Spices - Safflower Seeds

Arabic Usfur
Danish Farvetidsel, Safflor
Dutch Saffloer
English Safflower, Safflor, Bastard saffron
French Carthame, Safran bâtard
German Saflor, Farbersaflor, Farberdistel
Italian Cartamo, Falso zafferano
Japanese Benibana
Norwegian Saflor
Portuguese Cartamo
Spanish Cartamo, Alazor
Swedish Safflor, Fargtistel

Safflower often known as bastard saffron, safflower is usually cultivated in the Mediterranean, but there is an important production in Syria. It belongs to Asteroid family (sunflower family, also known as aster family), subfamily Asteroid. Safflower color is less vibrant and more regularly orange than that saffron it colors food but not flavor it. Flowers are the used plant part and they are Very weak and herbaceous.


Main Constituents

Safflower flowers contain carthamin, a dye of flavonoid type, but no essential oil. The plant is widely cultivated for edible oil, which is extracted from the seeds. It contains triglycerides of the doubly unsaturated linoleic acid (70%) and the triply unsaturated linolenic acid (10%); the latter is, together with the comparatively high content of vitamine E (310 ppm), responsible for the good reputation of safflower oil among nutrition scientists. Iodine index is rather high, ranging from 140 to 150. for a general discussion of vegetable oils.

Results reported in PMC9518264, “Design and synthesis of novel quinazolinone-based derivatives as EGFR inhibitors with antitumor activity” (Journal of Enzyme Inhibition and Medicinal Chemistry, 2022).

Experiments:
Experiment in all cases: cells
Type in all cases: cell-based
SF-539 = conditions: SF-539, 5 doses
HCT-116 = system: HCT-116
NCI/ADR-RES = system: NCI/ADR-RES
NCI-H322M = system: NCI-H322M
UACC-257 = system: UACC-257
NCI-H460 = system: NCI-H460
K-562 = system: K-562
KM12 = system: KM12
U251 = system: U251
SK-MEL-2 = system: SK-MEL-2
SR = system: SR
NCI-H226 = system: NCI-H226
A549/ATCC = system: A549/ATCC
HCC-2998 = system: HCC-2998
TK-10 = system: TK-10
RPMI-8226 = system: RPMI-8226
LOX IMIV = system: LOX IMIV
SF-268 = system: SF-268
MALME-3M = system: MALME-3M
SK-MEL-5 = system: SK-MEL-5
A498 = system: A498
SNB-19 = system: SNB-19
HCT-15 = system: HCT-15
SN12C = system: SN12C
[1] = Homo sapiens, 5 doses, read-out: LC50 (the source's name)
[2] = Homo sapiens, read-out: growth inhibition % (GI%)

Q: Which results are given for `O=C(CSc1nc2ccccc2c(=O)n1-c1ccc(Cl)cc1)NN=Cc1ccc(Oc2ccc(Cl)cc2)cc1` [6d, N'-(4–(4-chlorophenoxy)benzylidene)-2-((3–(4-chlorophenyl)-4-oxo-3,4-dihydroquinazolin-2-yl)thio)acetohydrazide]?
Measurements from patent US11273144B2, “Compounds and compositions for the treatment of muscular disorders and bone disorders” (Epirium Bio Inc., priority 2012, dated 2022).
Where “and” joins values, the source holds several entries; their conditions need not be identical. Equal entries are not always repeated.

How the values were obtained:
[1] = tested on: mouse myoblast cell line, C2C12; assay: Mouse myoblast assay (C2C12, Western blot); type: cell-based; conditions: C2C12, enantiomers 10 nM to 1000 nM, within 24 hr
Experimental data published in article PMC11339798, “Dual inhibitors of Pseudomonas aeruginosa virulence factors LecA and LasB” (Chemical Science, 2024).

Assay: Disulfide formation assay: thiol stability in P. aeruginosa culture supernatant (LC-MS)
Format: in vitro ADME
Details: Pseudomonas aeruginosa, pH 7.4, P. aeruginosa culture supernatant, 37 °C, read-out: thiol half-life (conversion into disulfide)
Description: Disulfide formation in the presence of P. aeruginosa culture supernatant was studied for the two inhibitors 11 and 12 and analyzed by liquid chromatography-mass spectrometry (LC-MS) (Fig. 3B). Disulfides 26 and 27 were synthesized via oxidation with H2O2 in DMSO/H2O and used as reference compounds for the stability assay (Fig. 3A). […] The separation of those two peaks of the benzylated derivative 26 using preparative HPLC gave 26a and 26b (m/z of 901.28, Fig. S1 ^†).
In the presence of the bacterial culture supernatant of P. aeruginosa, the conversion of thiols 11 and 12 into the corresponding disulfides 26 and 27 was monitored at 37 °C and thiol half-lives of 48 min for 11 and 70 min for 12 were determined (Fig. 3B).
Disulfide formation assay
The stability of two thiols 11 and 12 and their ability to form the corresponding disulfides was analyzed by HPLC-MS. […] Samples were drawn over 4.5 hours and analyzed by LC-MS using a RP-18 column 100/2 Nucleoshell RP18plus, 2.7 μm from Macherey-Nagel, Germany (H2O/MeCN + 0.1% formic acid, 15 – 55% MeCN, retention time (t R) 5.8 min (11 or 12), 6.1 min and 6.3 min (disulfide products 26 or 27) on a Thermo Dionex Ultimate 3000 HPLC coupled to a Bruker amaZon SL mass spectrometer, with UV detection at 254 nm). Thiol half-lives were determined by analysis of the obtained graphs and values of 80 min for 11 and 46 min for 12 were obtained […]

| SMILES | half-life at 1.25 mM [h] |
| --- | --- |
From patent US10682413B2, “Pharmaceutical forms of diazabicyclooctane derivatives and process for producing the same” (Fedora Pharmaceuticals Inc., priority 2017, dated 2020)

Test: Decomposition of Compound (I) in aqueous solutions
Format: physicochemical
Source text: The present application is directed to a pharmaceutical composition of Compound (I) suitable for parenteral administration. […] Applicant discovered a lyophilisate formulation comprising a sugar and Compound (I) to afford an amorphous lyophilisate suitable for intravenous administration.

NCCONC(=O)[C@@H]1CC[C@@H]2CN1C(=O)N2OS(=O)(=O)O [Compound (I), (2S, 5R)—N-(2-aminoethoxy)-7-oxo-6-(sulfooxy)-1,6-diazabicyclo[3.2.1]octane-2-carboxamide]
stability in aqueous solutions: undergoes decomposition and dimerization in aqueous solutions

It’s usage all over the world

The genus name derives from Arabic kurthum, a verb meaning "dye", and the species name is related to Latin tinctor "dyer, a person who dyes". English safflower and German Saflor both derive from Arabic asfar "yellow" via Old Italian asfiore or saffiore and Old French saffleur (influenced by Old French safran "saffron" and fleur "flower"). The orange-red flowers of this plant sometimes serve as a substitute for saffron, since they give a (rather pale) colour to the food. They are frequently sold as "saffron" to tourists their staining capability justifies usage in the kitchen.

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